Yet the number that might resonate most for Tiger Woods in 2013 is three, as in rules violations.
Two were his responsibility for not knowing the rules.
It was the third violation that was the most troubling. And oddly enough, Woods knew the rule.
He just didn’t think he violated it.
In the trees behind the first green Friday at the BMW Championship, he was removing a small branch in front of his golf ball when the ball moved ever so slightly. Woods immediately stopped what he was doing. He was certain the ball only oscillated. He went on to make double bogey.
Then his luck got worse. A PGA Tour Entertainment videographer just happened to capture the moment without knowing what he had. It was shipped to the office in Florida, along with the rest of his footage, where an editor detected the ball moving and notified the tour. A call to alert rules officials at Conway Farms followed.
And this is where it gets messy.
Video evidence clearly shows the ball moved – not more than a half-dimple at most, but it moved – which violates Rule 18-2 a. Slugger White, vice president of rules and competition for the PGA Tour, had to look only once to see that it moved. Woods said he watched it “again and again and again” and he saw it only wobble.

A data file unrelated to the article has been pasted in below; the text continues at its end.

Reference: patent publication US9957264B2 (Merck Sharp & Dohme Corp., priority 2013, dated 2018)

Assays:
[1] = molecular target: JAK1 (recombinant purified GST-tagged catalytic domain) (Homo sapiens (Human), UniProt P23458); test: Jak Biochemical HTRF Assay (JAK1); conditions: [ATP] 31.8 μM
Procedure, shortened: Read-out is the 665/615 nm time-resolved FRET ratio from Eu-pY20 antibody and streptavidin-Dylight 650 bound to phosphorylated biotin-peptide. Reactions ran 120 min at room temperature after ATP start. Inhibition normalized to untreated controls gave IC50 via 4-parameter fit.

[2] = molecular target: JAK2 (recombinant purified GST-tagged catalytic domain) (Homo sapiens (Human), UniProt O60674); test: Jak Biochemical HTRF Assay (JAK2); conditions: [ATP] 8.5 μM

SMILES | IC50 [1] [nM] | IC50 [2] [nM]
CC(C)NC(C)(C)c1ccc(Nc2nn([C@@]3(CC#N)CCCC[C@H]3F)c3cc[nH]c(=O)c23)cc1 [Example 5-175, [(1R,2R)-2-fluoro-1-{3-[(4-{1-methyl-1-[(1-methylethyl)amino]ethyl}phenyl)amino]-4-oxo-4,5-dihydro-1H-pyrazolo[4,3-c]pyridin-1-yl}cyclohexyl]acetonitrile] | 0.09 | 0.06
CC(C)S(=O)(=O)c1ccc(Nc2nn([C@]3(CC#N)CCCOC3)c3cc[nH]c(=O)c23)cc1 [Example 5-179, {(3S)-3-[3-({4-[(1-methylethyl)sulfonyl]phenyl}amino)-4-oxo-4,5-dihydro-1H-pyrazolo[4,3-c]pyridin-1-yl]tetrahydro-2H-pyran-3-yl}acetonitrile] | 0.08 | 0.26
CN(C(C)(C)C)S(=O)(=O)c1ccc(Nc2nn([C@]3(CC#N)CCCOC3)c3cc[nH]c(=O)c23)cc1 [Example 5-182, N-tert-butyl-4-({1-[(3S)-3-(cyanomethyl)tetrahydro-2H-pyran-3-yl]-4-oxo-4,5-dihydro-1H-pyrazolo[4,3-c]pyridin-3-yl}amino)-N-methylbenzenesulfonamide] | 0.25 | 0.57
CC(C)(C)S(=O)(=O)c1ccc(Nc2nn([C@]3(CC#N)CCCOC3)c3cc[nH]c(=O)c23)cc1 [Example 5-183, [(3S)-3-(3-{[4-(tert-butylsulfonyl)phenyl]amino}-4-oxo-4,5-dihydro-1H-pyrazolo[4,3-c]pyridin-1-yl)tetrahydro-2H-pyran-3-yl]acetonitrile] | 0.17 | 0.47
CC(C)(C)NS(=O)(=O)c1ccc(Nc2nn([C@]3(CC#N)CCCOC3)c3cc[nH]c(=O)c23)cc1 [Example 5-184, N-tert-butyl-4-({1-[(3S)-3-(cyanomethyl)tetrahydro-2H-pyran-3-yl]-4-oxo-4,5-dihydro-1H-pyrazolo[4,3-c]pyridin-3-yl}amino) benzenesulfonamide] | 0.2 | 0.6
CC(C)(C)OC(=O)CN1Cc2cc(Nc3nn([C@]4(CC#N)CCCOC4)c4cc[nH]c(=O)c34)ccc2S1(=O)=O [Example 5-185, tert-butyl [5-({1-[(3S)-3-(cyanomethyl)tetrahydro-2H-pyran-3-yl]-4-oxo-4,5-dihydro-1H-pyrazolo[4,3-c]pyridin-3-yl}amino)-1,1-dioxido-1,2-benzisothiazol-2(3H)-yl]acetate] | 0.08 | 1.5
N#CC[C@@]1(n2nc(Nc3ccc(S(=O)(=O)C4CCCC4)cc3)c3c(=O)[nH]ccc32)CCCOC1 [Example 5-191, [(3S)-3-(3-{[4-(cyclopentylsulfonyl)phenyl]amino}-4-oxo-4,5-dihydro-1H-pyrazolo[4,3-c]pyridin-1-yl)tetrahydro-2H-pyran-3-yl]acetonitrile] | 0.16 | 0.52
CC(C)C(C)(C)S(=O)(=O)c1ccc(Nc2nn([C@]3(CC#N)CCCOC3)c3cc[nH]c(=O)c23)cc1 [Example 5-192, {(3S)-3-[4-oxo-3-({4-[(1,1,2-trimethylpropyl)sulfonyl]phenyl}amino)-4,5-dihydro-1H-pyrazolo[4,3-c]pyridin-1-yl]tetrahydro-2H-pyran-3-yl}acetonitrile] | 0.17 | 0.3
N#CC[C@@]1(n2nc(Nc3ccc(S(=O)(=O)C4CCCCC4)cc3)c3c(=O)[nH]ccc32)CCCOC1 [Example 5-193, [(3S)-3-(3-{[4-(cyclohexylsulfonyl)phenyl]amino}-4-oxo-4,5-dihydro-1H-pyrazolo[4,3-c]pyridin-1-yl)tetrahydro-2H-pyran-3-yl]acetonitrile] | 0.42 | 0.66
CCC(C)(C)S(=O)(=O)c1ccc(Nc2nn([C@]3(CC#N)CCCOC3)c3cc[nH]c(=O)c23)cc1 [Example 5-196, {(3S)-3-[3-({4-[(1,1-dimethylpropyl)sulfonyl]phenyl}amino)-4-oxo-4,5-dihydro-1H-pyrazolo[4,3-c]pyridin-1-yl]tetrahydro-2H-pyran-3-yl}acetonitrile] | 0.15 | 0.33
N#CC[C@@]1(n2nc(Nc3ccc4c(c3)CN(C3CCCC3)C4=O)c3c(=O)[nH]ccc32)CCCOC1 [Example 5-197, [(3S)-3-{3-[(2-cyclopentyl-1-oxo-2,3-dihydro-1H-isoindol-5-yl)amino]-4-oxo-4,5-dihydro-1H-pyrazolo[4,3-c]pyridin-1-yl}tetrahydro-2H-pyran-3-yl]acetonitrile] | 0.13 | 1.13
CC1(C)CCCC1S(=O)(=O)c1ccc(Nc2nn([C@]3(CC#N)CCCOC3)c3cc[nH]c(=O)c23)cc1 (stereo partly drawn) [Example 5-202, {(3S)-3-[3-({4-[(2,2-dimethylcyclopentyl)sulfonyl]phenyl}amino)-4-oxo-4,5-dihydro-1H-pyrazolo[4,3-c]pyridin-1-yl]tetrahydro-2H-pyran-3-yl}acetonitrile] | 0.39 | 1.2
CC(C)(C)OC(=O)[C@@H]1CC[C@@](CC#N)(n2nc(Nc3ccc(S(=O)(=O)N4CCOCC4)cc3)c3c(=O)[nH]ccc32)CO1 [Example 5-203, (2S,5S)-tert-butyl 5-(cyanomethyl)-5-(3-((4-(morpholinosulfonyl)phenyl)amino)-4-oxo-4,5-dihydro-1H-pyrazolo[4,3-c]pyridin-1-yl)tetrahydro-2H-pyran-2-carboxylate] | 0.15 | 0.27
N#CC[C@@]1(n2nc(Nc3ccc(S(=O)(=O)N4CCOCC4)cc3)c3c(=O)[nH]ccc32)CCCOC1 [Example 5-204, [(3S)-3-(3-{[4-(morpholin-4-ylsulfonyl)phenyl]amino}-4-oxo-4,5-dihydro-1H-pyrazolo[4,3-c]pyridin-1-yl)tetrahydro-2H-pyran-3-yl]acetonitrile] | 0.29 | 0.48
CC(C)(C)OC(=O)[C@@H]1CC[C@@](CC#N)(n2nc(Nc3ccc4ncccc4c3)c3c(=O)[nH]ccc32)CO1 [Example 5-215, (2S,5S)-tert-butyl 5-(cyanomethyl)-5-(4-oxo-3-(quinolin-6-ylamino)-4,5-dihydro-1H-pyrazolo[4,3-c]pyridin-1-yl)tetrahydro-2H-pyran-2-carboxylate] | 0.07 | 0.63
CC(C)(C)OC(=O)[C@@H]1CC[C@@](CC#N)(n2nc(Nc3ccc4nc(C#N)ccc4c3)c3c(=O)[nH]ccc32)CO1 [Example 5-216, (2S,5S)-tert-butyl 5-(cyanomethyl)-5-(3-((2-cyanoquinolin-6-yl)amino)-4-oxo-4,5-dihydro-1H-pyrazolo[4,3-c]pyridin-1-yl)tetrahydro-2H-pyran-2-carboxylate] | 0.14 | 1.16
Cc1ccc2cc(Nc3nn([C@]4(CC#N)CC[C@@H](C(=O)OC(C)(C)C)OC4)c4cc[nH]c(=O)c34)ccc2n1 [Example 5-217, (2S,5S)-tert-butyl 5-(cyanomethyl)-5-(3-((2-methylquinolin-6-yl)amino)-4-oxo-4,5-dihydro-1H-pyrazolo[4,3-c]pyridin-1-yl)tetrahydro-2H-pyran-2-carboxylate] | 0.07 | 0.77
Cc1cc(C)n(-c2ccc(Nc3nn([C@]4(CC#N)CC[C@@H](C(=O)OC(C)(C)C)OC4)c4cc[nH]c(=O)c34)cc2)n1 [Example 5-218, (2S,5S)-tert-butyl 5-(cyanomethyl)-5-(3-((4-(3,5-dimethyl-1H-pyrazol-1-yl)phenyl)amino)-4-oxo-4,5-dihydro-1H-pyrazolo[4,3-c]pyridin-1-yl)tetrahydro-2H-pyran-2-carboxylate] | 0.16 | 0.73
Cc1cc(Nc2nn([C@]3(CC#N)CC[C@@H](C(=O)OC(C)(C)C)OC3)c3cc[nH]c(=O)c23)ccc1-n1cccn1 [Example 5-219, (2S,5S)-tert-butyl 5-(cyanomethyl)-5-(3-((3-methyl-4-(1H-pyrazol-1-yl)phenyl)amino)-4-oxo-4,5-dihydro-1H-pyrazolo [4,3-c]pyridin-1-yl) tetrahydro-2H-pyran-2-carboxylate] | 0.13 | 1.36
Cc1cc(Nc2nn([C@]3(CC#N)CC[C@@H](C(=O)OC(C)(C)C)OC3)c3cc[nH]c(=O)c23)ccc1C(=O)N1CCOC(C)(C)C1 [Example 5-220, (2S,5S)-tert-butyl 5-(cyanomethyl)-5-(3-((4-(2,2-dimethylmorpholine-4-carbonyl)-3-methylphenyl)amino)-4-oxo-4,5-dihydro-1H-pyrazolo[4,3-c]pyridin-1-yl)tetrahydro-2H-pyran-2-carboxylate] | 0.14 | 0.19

The evidence was obvious enough that White assessed him two shots.
“It was pretty clear to me,” White said.
Woods stood his ground a day later, saying it only oscillated. From his vantage point, crouched over the top of the ball, that’s probably what it looked like. From the camera angle provided to the tour, it moved.
Grousing didn’t make Woods’ case any stronger. Was it worth it?
Whether he likes it or not, Woods is held to a different standard, just as Greg Norman, Tom Watson, Jack Nicklaus and Arnold Palmer were before him in the television era. He gets more attention. He draws the largest crowds. He’s on TV more. His every move is scrutinized.
Imagine how the other 69 players at the BMW Championship would have felt had they saw the video and learned that Woods was not penalized.
Did Woods gain an advantage by his ball moving so slightly that he didn’t notice? Of course not.
But the Rules of Golf are not based on an advantage. In this case, it’s abiding by one of fundamental principles of the game – play the ball as it lies.